The Basics of Electrical Distribution Systems

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An Electrical Power System is a comprehensive term that consists of three major parts: a generation unit, transmission unit, and distribution unit. Distribution units as a final stage of the system are responsible for the distribution of power for local use.

Why do providers of MEP design services need a thorough understanding of this?

MEP Engineering involves the design of distribution boards and breaker panels. These will determine the required power to operate electrical components and control systems. 

Two Types of Distribution Systems

When we use electricity, it goes through two different distribution lines before we can use it. Distribution lines that have a higher voltage are called primaries or primary distribution lines. As for those lines that have a lower voltage, they are called secondaries or secondary distribution lines. Let’s take a look at their differences.

Primary Distribution System

This system consists of feeders that distribute power from substations to transformers. At the distribution substation, the feeder begins with a feeder breaker. Usually, feeders leave the substation in ducts and then send them to a nearby pole. Industrial facilities are the only ones who can feed directly from the transmission line.

Average consumers are usually connected to a transformer where the voltage is at a usable level. The primary distribution comes in three types of distribution networks, but the main types are Network and Radial.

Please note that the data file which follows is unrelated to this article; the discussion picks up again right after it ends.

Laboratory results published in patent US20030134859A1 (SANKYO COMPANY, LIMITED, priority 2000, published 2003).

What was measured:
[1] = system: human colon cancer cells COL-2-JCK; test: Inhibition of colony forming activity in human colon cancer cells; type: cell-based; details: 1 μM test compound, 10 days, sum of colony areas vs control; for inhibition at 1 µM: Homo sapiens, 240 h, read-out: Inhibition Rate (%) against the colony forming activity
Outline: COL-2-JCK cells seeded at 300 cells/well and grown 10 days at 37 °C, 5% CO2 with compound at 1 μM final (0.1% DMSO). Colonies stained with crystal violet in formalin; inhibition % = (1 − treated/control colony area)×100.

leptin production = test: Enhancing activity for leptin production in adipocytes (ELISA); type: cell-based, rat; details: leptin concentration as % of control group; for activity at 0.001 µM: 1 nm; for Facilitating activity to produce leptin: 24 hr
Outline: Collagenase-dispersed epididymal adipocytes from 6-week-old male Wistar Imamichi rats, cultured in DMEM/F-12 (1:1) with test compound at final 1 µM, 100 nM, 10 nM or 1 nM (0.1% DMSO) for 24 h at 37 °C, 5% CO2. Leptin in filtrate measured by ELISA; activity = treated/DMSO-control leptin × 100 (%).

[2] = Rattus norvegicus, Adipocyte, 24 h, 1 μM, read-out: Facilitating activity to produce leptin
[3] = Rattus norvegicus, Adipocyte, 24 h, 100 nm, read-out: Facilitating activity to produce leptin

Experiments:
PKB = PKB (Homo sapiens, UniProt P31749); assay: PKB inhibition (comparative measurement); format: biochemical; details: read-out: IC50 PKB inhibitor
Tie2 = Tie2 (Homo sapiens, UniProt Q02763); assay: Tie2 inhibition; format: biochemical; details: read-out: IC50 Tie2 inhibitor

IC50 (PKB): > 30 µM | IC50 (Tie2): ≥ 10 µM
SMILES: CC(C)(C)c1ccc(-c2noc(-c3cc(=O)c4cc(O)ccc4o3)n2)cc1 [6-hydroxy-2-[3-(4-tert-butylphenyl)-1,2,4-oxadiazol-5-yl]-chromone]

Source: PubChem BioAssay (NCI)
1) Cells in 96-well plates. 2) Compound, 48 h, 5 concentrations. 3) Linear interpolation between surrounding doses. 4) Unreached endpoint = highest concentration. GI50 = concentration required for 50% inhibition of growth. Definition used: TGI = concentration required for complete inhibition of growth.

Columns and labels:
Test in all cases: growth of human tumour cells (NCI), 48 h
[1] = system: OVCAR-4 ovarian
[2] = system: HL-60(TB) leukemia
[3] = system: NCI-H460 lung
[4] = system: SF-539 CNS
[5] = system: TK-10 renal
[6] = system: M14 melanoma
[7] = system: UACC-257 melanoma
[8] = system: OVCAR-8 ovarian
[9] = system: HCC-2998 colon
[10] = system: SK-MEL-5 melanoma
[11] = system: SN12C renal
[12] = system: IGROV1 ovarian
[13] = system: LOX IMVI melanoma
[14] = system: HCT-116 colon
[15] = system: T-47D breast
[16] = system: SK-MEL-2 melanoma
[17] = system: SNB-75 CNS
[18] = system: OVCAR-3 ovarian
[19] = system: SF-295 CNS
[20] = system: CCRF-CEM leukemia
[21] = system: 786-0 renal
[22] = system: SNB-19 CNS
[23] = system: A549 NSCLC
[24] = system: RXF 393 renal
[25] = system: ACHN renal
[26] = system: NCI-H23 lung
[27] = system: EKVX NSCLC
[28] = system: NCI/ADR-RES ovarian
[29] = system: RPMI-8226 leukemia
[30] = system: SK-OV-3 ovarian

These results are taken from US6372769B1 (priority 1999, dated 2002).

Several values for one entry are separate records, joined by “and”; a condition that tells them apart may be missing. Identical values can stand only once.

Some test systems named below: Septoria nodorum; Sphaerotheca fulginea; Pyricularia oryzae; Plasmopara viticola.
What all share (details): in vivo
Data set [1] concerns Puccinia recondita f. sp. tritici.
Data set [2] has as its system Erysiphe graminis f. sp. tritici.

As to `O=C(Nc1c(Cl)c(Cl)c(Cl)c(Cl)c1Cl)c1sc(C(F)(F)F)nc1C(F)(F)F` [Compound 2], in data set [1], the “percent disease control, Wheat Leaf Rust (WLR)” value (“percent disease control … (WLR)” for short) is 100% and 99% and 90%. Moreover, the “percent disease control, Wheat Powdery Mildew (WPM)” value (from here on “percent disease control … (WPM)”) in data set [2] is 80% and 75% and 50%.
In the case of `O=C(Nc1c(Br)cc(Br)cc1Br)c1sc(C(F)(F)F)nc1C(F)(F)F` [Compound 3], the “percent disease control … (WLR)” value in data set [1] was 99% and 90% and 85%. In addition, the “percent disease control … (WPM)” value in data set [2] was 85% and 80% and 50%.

This system is basically like a tree. Consumers are only connected on one line to the source of supply.  This connection is typically used in rural areas.


Network systems have parallel or multiple connections to the source of the power supply. This is usually used in dense urban areas, or areas that are load-sensitive.

Though radial systems only have one connection, modern-day radial systems do have backup options. As a company that provides MEP design services, we know that each system is important in specific areas.

Secondary Distribution System

The parameters that contain the electricity’s properties are not limited to current and voltages. Frequency is the third important property of electricity. There are two common frequencies in which electricity is produced, in 50 or 60 Hz. This low volt of electricity is then delivered to consumers as a single-phase of electric power.

Secondary systems are always operated at a low voltage level to provide enough power to most home appliances. Modern secondaries are usually functioning at an AC-rated voltage of 100-120 volts or 230-240 volts in various areas.

Electrical distribution systems are designed to provide the consumers with reliable and high-quality power. With these basics, we can all conclude that electricity contribution is not an easy task and requires professional MEP engineering. It also requires an immense amount of calculation and proper understanding of the area being powered.

When it comes to providing and understanding the basics of electrical distribution systems, the expert team at Source2Load Engineering and Consulting fully understands these systems without any problem.